I AM ONE WHO

August 11, 2006.

Today was really difficult and I fought just to get through Annie’s class. She told everyone, after we performed our pieces, that there was a clear distinction between beginners and those who were more advanced in their movement. She said, “while all attempts are honored, I’m more excited by the complicated pieces I’m seeing.” I know very well I’m not included in the advanced group and I feel that any attempt I make is useless, especially since Annie has made it clear that she will not answer questions or offer help to us when we ask. She expects us to work it out for ourselves.

Later in acting class, Raina had us do a 15-minute individual warm-up where we let ourselves bring everything into the room and be exactly how and where we were without judging it or making ourselves change. She’s talking a lot about judges- those voices in our heads that tell us who and what we should be. I let myself do a yoga workout and I cried the whole time. I started crying again in the circle when she asked us about our warm-ups and I told everyone how I don’t let my feelings show and how I perceived the other actors as my judges because I feel like I don’t deserve to be in the room with them.

We had another warm-up where we still did our own thing but included an awareness of and respect for everyone else in the room. Additionally, whenever we became aware of our judges we had to act them out as broad characters within the warm-up, indicating who they were and what they were saying. Afterwards we each had to stand up in front of everyone for one minute and make eye-contact with each person and let ourselves just be seen without doing anything.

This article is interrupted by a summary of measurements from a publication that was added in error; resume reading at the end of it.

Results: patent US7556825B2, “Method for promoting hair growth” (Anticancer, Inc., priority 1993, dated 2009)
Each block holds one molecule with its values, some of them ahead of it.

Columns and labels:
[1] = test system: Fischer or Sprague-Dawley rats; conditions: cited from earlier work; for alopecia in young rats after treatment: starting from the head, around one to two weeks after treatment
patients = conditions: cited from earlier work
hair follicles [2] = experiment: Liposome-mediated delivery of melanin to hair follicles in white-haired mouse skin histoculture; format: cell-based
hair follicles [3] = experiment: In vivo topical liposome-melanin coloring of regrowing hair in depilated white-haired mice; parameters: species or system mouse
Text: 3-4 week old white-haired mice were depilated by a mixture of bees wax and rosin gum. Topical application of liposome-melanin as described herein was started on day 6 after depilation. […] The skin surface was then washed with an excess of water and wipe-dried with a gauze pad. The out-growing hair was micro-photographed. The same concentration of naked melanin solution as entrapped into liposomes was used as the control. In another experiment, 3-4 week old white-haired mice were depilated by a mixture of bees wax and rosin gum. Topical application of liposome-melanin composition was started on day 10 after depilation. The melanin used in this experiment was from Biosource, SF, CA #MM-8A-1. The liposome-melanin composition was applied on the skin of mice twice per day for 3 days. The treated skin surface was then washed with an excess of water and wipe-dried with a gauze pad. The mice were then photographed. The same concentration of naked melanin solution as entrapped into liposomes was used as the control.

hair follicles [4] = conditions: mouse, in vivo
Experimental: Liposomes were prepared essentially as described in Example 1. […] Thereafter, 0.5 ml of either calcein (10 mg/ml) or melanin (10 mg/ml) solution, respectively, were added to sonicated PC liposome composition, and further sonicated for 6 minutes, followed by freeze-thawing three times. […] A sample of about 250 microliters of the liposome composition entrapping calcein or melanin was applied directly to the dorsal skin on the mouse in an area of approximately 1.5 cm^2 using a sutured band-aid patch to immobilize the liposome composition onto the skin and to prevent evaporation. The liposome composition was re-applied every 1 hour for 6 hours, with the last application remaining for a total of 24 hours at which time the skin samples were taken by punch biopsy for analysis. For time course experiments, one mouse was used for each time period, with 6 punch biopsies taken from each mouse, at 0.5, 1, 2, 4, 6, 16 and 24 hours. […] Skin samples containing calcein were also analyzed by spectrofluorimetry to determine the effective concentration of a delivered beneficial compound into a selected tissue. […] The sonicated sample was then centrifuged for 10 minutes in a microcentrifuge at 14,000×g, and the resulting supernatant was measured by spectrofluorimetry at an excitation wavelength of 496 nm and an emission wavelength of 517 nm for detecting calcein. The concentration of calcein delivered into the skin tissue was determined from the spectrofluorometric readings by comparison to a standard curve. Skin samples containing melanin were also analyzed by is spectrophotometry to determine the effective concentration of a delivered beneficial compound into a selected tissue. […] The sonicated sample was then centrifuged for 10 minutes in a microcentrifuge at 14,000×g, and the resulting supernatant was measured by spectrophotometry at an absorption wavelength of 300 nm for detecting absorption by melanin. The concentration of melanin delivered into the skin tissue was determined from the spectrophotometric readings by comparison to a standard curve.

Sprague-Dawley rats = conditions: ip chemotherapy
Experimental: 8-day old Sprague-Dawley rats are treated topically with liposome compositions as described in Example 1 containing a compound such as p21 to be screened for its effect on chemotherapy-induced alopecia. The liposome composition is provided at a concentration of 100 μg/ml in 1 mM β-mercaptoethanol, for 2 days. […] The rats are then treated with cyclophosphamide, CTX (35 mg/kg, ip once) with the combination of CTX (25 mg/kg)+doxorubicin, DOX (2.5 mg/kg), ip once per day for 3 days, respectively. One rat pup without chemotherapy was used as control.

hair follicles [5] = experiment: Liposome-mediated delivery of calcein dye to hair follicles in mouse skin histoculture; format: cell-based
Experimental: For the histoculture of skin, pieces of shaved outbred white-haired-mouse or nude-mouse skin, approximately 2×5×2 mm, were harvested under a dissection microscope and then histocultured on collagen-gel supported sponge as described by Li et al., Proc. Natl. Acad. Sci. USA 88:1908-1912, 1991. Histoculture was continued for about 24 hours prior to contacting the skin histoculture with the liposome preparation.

Raina introduced the “I Am One Who” exercise. Each of us got up in front of the class for five minutes and expressed every impulse that came through us and embodied every judge that we heard in our head. Whatever we felt or thought we had to express through our face, body and voice. There was a lot of awkwardness, fear, people wanting to get off-stage, humor, truth and beauty. I was terrified to go but it turned out to be incredibly liberating. I was able to get out some of my junk about the dance class, I had fun playing the comedy of the situation and Raina told me it was wonderful. So it was nice to end a really shitty day on a good note. I noticed that, as a director and audience member, I loved watching the other actors go through the awkwardness. There was something so moving about watching each person be completely themselves; it reminded me of why I love people in the first place.

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